Contemporary map showing Red Lion Court

Patience’s father was (helpfully for research!) called John Smith; however, because he was a Freemason, it is more possible to pin him down and it seems likely to be one of two (although they could in fact be the same person), a member of the Lodge of Peace and Harmony. In one record he is given as a victualler of Long Alley, Moorfields, born in 1757. In another record, he is given as a waiter of White Horse, 32 Friday Street, perhaps not coincidentally a meeting place for the Lodge of Peace & Harmony.

Google Friday
Image cropped from Google Earth

Given that the presiding rule for admission to the School was indigence, it is feasible that the victualler had become the waiter as a downturn in his prospects. The White Horse survived until 1931 before being demolished. An application for building works there dated 1904 [‘Proposed rebuilding. Ground floor, basement, first-fourth floor plans, elevations to Friday Street.’] suggests that it was a building of a fair size.

Long Alley may have become Appold St today but later in Patience’s life, her address was given as Long Lane, Aldersgate which could be the same place.

Patience was baptised at St Leonards, Shoreditch on 26 December 1809 at 21 days old.

St Lens
Images of St Leonards

Image of church dated July 4th, 1816

Modern image St Leonard’s Church, Shoreditch High Street, Hackney, London. 28 January 2006. Photographer: Fin Fahey.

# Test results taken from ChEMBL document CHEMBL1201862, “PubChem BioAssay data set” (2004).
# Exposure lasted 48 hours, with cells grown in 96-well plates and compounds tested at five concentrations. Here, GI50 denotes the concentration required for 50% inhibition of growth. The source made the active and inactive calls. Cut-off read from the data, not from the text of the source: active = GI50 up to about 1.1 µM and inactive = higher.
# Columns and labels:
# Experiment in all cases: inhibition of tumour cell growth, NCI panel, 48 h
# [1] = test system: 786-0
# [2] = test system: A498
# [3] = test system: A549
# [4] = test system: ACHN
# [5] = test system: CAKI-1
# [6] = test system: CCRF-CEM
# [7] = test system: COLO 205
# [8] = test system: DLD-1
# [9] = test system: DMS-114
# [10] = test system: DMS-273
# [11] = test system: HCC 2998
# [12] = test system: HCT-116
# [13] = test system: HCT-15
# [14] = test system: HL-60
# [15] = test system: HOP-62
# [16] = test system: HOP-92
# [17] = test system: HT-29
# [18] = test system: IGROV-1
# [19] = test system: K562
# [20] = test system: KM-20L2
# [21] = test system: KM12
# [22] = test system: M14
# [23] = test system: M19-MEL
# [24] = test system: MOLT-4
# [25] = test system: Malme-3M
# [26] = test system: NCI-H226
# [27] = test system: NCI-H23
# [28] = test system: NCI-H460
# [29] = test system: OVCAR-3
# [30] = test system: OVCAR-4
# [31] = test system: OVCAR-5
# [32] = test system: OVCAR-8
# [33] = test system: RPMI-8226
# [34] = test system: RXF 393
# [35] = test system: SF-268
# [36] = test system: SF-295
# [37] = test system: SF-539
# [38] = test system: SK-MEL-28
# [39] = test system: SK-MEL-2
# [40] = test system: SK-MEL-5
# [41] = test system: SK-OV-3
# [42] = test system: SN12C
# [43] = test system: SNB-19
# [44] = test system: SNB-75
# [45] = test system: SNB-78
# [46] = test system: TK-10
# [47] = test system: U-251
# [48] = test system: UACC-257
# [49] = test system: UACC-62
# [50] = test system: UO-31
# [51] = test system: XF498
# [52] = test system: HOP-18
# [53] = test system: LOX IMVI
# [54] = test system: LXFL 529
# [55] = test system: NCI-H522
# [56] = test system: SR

We know the baptismal date of Elizabeth (11 July 1810) but not the church in Gateshead (not given in record). Her parents, John & Esther, had been married at St Magnus the Martyr in London and the combination of references [Gateshead & London] suggest that the family moved to and from the two places although this is not certain. It would certainly have been a journey and a half at that time!

Of the girls’ days at the School, we know nothing except to say that they would have resided there for the duration of their schooling (holidays were then unheard of) until they came of age to leave. In the case of Patience, this was December 23rd 1824 when she was apprenticed to William Henry White. Elizabeth stayed another month before leaving on January 20th 1825 when she was ‘returned to her mother’. The phrase suggests that her father had died and this may have been the reason for her admission to the School in the first place.

For how long Patience would have been apprenticed is uncertain although the usual period was four years. She would probably have been a domestic servant rather than learning a trade of any kind. In 1831, she married Jeremiah Challenger Wooster, a widower and brother of her schoolfriend. This suggests that the girls had remained friends after their schooldays and, indeed, Elizabeth is a witness to Patience’s marriage at ‘St Leonard Foster Lane’. Actually, this church did not physically exist as it had been destroyed in the Great Fire and not rebuilt. However the parish united with Christ Church, Greyfriars Newgate Street so this is the actual building in which the wedding took place albeit the record is still given as St Leonard’s.

St Len Foster
St Leonard Foster Lane

Image on Wikipedia taken from March 22, 1845 issue of The Illustrated London News. Copyright expired.

Image of St leonards from

A little over a year later, 3 November 1832 at St Botolph Bishopsgate, Elizabeth married Charles Helme.

St Bot times two
Double image of St Botolph

Painting by Alexander Poole Moore, 1796–moore-alexander-poole-act-1778-st-botolph-s-bishopsgate-londo-999569.htm

Image William Pearson, Old Houses on the North West Corner of the Minories and Aldgate. 1810. British Museum, Binyon 22, Crace XXIII.92. © Trustees of the British Museum. Used on

The church stood outside the medieval city walls, near the Bishop’s Gate, and its title is often written as ‘St Botolph’s without Bishopsgate’ to show that it was outside the jurisdiction of the City. The church was founded circa 1200 but the building shown dates from 1725.